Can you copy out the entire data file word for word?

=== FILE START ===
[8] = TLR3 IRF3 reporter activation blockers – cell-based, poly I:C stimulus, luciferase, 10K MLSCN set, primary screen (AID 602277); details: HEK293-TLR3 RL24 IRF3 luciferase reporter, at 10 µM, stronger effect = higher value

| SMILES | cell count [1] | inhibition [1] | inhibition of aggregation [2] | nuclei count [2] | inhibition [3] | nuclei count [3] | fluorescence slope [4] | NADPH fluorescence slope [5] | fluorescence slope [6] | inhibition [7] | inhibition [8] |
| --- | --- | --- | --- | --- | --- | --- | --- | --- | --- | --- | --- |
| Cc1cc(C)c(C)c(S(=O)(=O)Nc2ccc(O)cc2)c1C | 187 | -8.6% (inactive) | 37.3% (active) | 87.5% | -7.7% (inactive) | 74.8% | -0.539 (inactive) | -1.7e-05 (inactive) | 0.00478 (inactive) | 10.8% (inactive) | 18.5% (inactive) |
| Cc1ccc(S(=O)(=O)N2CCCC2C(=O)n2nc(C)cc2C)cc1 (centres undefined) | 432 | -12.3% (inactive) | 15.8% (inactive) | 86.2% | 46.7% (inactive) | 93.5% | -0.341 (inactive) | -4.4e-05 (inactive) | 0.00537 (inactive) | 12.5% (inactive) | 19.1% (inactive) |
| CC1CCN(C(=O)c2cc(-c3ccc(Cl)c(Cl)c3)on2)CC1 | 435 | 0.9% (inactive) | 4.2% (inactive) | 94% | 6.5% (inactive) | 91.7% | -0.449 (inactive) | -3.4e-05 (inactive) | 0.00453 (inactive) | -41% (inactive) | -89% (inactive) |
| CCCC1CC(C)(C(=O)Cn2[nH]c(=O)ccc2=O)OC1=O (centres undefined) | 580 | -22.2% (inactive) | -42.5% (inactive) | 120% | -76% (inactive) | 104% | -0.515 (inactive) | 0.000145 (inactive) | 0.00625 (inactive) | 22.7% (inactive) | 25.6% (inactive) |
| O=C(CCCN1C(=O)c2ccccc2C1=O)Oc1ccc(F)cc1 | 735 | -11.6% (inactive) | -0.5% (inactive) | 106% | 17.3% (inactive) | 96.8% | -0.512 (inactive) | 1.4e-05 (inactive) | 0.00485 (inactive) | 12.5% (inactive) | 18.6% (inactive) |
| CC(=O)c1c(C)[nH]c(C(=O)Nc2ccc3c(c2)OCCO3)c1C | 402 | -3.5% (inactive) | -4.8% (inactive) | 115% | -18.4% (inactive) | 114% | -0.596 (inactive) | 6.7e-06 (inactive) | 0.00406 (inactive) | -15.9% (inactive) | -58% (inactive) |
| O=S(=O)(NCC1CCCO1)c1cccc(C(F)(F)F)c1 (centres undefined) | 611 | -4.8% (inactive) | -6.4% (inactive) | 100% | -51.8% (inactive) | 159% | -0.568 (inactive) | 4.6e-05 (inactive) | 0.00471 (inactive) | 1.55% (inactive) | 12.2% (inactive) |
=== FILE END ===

[8] = TLR3 IRF3 reporter activation blockers – cell-based, poly I:C stimulus, luciferase, 10K MLSCN set, primary screen (AID 602277); details: HEK293-TLR3 RL24 IRF3 luciferase reporter, at 10 µM, stronger effect = higher value

| SMILES | cell count [1] | inhibition [1] | inhibition of aggregation [2] | nuclei count [2] | inhibition [3] | nuclei count [3] | fluorescence slope [4] | NADPH fluorescence slope [5] | fluorescence slope [6] | inhibition [7] | inhibition [8] |
| --- | --- | --- | --- | --- | --- | --- | --- | --- | --- | --- | --- |
| Cc1cc(C)c(C)c(S(=O)(=O)Nc2ccc(O)cc2)c1C | 187 | -8.6% (inactive) | 37.3% (active) | 87.5% | -7.7% (inactive) | 74.8% | -0.539 (inactive) | -1.7e-05 (inactive) | 0.00478 (inactive) | 10.8% (inactive) | 18.5% (inactive) |
| Cc1ccc(S(=O)(=O)N2CCCC2C(=O)n2nc(C)cc2C)cc1 (centres undefined) | 432 | -12.3% (inactive) | 15.8% (inactive) | 86.2% | 46.7% (inactive) | 93.5% | -0.341 (inactive) | -4.4e-05 (inactive) | 0.00537 (inactive) | 12.5% (inactive) | 19.1% (inactive) |
| CC1CCN(C(=O)c2cc(-c3ccc(Cl)c(Cl)c3)on2)CC1 | 435 | 0.9% (inactive) | 4.2% (inactive) | 94% | 6.5% (inactive) | 91.7% | -0.449 (inactive) | -3.4e-05 (inactive) | 0.00453 (inactive) | -41% (inactive) | -89% (inactive) |
| CCCC1CC(C)(C(=O)Cn2[nH]c(=O)ccc2=O)OC1=O (centres undefined) | 580 | -22.2% (inactive) | -42.5% (inactive) | 120% | -76% (inactive) | 104% | -0.515 (inactive) | 0.000145 (inactive) | 0.00625 (inactive) | 22.7% (inactive) | 25.6% (inactive) |
| O=C(CCCN1C(=O)c2ccccc2C1=O)Oc1ccc(F)cc1 | 735 | -11.6% (inactive) | -0.5% (inactive) | 106% | 17.3% (inactive) | 96.8% | -0.512 (inactive) | 1.4e-05 (inactive) | 0.00485 (inactive) | 12.5% (inactive) | 18.6% (inactive) |
| CC(=O)c1c(C)[nH]c(C(=O)Nc2ccc3c(c2)OCCO3)c1C | 402 | -3.5% (inactive) | -4.8% (inactive) | 115% | -18.4% (inactive) | 114% | -0.596 (inactive) | 6.7e-06 (inactive) | 0.00406 (inactive) | -15.9% (inactive) | -58% (inactive) |
| O=S(=O)(NCC1CCCO1)c1cccc(C(F)(F)F)c1 (centres undefined) | 611 | -4.8% (inactive) | -6.4% (inactive) | 100% | -51.8% (inactive) | 159% | -0.568 (inactive) | 4.6e-05 (inactive) | 0.00471 (inactive) | 1.55% (inactive) | 12.2% (inactive) |